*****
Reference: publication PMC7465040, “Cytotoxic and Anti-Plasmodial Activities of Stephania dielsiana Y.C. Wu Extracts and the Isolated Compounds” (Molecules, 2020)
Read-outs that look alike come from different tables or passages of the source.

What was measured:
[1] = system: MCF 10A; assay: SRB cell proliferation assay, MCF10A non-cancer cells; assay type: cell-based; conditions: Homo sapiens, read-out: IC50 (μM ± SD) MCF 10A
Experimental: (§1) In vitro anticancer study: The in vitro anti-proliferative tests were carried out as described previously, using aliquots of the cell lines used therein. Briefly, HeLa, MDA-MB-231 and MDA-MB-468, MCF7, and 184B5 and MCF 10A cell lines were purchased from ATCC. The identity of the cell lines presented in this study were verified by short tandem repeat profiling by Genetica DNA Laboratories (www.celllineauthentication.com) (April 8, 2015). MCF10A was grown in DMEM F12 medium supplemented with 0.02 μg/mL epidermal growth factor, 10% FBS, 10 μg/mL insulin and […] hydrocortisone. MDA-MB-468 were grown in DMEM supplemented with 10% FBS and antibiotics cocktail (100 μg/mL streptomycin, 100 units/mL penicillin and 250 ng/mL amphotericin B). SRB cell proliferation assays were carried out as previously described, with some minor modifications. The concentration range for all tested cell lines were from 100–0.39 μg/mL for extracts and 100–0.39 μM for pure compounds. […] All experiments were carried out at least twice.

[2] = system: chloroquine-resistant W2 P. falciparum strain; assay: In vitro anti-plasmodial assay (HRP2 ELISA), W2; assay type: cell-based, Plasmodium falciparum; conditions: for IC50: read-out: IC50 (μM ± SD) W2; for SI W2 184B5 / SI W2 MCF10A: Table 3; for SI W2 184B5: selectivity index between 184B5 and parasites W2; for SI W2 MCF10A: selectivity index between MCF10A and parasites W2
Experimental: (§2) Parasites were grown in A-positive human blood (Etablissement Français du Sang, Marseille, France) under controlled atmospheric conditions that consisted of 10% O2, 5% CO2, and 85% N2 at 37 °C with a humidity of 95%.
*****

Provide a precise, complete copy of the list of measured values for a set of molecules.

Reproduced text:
Reference: publication PMC7465040, “Cytotoxic and Anti-Plasmodial Activities of Stephania dielsiana Y.C. Wu Extracts and the Isolated Compounds” (Molecules, 2020)
Read-outs that look alike come from different tables or passages of the source.

What was measured:
[1] = system: MCF 10A; assay: SRB cell proliferation assay, MCF10A non-cancer cells; assay type: cell-based; conditions: Homo sapiens, read-out: IC50 (μM ± SD) MCF 10A
Experimental: (§1) In vitro anticancer study: The in vitro anti-proliferative tests were carried out as described previously, using aliquots of the cell lines used therein. Briefly, HeLa, MDA-MB-231 and MDA-MB-468, MCF7, and 184B5 and MCF 10A cell lines were purchased from ATCC. The identity of the cell lines presented in this study were verified by short tandem repeat profiling by Genetica DNA Laboratories (www.celllineauthentication.com) (April 8, 2015). MCF10A was grown in DMEM F12 medium supplemented with 0.02 μg/mL epidermal growth factor, 10% FBS, 10 μg/mL insulin and […] hydrocortisone. MDA-MB-468 were grown in DMEM supplemented with 10% FBS and antibiotics cocktail (100 μg/mL streptomycin, 100 units/mL penicillin and 250 ng/mL amphotericin B). SRB cell proliferation assays were carried out as previously described, with some minor modifications. The concentration range for all tested cell lines were from 100–0.39 μg/mL for extracts and 100–0.39 μM for pure compounds. […] All experiments were carried out at least twice.

[2] = system: chloroquine-resistant W2 P. falciparum strain; assay: In vitro anti-plasmodial assay (HRP2 ELISA), W2; assay type: cell-based, Plasmodium falciparum; conditions: for IC50: read-out: IC50 (μM ± SD) W2; for SI W2 184B5 / SI W2 MCF10A: Table 3; for SI W2 184B5: selectivity index between 184B5 and parasites W2; for SI W2 MCF10A: selectivity index between MCF10A and parasites W2
Experimental: (§2) Parasites were grown in A-positive human blood (Etablissement Français du Sang, Marseille, France) under controlled atmospheric conditions that consisted of 10% O2, 5% CO2, and 85% N2 at 37 °C with a humidity of 95%.